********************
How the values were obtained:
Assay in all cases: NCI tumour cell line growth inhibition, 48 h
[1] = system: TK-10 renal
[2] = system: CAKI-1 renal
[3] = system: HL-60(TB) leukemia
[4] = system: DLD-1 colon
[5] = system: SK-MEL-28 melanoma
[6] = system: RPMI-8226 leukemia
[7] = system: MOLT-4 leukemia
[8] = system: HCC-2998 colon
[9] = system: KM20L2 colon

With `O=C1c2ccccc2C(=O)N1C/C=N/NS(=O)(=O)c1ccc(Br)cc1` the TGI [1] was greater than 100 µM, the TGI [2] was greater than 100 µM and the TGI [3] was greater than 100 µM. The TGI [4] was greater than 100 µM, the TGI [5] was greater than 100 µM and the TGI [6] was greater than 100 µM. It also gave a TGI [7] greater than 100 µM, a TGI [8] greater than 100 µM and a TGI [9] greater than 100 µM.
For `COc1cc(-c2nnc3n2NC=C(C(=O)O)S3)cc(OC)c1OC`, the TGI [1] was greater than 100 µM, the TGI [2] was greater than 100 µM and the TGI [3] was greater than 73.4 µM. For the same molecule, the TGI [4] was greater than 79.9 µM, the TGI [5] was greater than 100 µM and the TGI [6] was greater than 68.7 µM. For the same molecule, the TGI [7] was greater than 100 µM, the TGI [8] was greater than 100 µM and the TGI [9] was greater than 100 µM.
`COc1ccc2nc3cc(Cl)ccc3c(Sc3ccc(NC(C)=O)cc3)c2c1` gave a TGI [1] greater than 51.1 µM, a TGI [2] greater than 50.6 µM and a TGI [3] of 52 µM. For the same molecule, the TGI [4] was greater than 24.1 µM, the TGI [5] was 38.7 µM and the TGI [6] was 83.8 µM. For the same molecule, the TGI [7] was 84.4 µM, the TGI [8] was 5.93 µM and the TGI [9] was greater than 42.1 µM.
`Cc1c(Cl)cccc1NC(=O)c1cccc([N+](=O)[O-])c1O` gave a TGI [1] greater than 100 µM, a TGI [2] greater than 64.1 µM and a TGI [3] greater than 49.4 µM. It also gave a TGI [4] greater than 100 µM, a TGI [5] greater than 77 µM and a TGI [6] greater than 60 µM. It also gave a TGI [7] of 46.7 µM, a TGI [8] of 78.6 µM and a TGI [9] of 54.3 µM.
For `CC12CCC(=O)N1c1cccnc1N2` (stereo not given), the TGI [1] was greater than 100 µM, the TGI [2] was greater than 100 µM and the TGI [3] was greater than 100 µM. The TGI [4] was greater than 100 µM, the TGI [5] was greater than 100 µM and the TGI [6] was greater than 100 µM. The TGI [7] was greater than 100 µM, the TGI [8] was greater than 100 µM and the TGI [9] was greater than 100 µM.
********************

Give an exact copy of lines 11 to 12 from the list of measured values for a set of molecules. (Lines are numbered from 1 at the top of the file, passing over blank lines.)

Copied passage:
[9] = system: KM20L2 colon

With `O=C1c2ccccc2C(=O)N1C/C=N/NS(=O)(=O)c1ccc(Br)cc1` the TGI [1] was greater than 100 µM, the TGI [2] was greater than 100 µM and the TGI [3] was greater than 100 µM. The TGI [4] was greater than 100 µM, the TGI [5] was greater than 100 µM and the TGI [6] was greater than 100 µM. It also gave a TGI [7] greater than 100 µM, a TGI [8] greater than 100 µM and a TGI [9] greater than 100 µM.